National Diabetes Prevention Program
What Is the Benefit of Being Part of a National Diabetes Prevention Program?
Northern Dutchess Hospital is part of the FREE National Diabetes Prevention Program, led by the Centers for Disease Control and Prevention (CDC). It is proven to help people with prediabetes prevent or delay development of type 2 diabetes.
As part of a National Diabetes Prevention Program group, you will work with other participants and a trained lifestyle coach to learn the skills you need to make lasting changes. These changes include losing a modest amount of weight, being more physically active, and managing stress.
Being part of a group provides support from other people who are facing similar challenges and trying to make the same changes you are. Together you can celebrate successes and find ways to overcome obstacles.
National Diabetes Prevention Program Features:
- Trained lifestyle coach
- CDC-approved curriculum
- Group support
- 16 weekly meetings
- 6 monthly follow-up meetings
Where can I participate in the program?
Northern Dutchess Hospital will offer a free, 16-week National Diabetes Prevention Program, beginning Sept. 15 on its scenic Rhinebeck campus. To register, contact Amanda Sheffield at asheffie@Health-quest.org or 845-871-4380.
Lifestyle coaches include Roufia Payman, supervisor of outpatient nutrition education (center) and Wellness Center exercise specialist Marie Monroe (left). Women's Health Secretary Amanda Sheffield (right) will help register participants.
Does the National Diabetes Prevention Program Work?
The National Diabetes Prevention Program can help people with prediabetes cut their risk of developing type 2 diabetes in half. The Diabetes Prevention Program research study showed that making modest behavior changes helped participants lose 5 to 7 percent of their body weight — that is 10 to 14 pounds for a person weighing 200 pounds. These lifestyle changes reduced the risk of developing type 2 diabetes by 58 percent in people with prediabetes.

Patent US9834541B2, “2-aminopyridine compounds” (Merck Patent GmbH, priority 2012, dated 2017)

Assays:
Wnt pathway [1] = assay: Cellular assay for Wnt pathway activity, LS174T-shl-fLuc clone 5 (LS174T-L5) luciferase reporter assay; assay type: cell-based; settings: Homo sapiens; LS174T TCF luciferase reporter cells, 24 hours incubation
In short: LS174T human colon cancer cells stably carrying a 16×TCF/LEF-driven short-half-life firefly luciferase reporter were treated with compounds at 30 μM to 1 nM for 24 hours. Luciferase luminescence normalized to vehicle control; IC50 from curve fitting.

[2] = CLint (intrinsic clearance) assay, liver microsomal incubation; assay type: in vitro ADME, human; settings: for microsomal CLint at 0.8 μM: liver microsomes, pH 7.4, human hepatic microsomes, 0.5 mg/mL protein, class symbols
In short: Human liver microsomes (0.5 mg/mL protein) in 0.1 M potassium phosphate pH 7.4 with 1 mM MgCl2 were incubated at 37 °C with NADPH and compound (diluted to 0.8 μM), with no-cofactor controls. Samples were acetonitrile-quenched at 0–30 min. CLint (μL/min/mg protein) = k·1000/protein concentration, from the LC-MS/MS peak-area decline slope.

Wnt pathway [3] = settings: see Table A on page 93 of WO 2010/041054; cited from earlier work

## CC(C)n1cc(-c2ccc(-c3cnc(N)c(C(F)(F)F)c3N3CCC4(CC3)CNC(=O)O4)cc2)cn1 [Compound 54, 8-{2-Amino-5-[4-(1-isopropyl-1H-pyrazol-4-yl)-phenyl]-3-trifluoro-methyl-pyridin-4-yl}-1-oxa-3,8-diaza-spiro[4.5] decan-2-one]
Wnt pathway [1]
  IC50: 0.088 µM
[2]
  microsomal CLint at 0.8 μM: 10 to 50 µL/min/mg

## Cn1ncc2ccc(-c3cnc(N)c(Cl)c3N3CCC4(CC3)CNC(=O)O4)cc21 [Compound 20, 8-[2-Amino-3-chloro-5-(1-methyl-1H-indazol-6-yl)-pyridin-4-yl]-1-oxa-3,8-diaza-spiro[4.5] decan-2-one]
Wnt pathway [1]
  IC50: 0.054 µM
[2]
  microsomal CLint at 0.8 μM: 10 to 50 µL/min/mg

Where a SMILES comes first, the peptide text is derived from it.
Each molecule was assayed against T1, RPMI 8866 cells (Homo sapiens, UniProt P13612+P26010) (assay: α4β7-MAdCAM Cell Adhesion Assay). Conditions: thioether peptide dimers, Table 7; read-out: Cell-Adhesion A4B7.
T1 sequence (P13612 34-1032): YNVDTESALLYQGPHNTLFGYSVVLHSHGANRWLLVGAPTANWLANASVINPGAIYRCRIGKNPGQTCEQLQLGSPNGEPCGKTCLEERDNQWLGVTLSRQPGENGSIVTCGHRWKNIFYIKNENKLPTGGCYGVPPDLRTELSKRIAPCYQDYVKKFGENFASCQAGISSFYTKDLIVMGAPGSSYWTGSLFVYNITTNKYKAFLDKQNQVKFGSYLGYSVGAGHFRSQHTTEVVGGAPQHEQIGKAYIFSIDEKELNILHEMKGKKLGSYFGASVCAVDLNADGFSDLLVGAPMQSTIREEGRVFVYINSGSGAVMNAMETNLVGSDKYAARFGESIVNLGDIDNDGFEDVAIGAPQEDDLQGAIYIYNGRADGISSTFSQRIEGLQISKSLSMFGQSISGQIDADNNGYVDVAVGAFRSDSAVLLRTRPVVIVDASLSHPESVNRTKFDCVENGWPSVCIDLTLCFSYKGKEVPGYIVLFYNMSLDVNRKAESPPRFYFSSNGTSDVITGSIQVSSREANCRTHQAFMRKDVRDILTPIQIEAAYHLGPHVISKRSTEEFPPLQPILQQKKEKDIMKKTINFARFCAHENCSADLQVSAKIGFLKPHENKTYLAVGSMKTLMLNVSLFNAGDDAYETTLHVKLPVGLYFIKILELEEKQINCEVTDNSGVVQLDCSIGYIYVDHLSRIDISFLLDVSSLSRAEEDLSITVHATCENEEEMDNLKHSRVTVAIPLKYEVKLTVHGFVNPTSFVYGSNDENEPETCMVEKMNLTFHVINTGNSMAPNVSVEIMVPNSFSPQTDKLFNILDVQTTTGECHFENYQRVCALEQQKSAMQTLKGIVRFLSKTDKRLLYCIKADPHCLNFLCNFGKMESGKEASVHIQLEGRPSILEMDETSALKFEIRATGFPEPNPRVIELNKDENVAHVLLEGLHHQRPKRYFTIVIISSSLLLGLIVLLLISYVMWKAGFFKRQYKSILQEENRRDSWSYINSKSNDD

What Is Type 2 Diabetes?
Type 2 diabetes is the most common form of diabetes. Most of the food we eat is turned into glucose, or sugar, for our bodies to use for energy. The pancreas, an organ that lies near the stomach, makes a hormone called insulin to help glucose get into the cells of our bodies. When you have type 2 diabetes, your body can’t use its own insulin as well as it should. This causes sugar to build up in your blood.
Type 2 diabetes is a serious condition. It can lead to health issues such as heart attack; stroke; blindness; kidney failure; or loss of toes, feet, or legs.
What is Prediabetes?
Prediabetes is a blood glucose (sugar) level that is higher than normal but not high enough to be diagnosed as diabetes. One in three American adults has prediabetes, and most do not even know they have it. If you have prediabetes and do not lose weight or do moderate physical activity, you may develop type 2 diabetes within 3 years.
Am I at Risk for Prediabetes and Type 2 Diabetes?
You are at increased risk for developing prediabetes and type 2 diabetes if you:
- Are 45 years of age or older;
- Are overweight;
- Have a family history of type 2 diabetes;
- Are physically active fewer than three times per week; or
- Ever had diabetes while pregnant which disappeared after the delivery (gestational diabetes) or gave birth to a baby that weighed more than 9 pounds.
If you think you may be at risk, a health care provider can do a blood test to see if you have diabetes or prediabetes.
Can I Prevent Type 2 Diabetes?
Yes! Hearing your doctor say, “You’re at risk for type 2 diabetes,” or “You have prediabetes,” means that you can start preventing type 2 diabetes today. And you do not have to do it alone. Finding the National Diabetes Prevention Program was your first step on that journey. If you have prediabetes, now is the time for prevention. Northern Dutchess Hospital’s National Diabetes Prevention Program can help you take charge of your health to prevent or delay type 2 diabetes.
What Is the National Diabetes Prevention Program lifestyle change intervention?
National Diabetes Prevention Program groups meet once a week for 16 weeks, then once a month for 6 months to maintain healthy lifestyle changes. During each session, your lifestyle coach will teach a lesson and lead a group discussion.
For example, you will learn to:
- Eat healthy
- Add physical activity to your life
- Manage stress
- Stay on track when eating out
National Diabetes Prevention Program lifestyle coaches have the experience and training to help you reach your goals. Your lifestyle coach will help you:
- Learn the facts about healthy eating and physical activity and explain how these behaviors will help reduce your risk for type 2 diabetes
- Set and meet your goals
- Build relationships with ?other participants
- Work as a group to meet challenges
- Understand and respond to your food cues
- Stay motivated
- Solve problems that can get in the way of healthy changes
For more information about the National Diabetes Prevention Program curriculum, go to www.cdc.gov/diabetes/prevention.
*Northern Dutchess Hospital is part of the National Diabetes Prevention Program, led by the Centers for Disease Control and Prevention (CDC).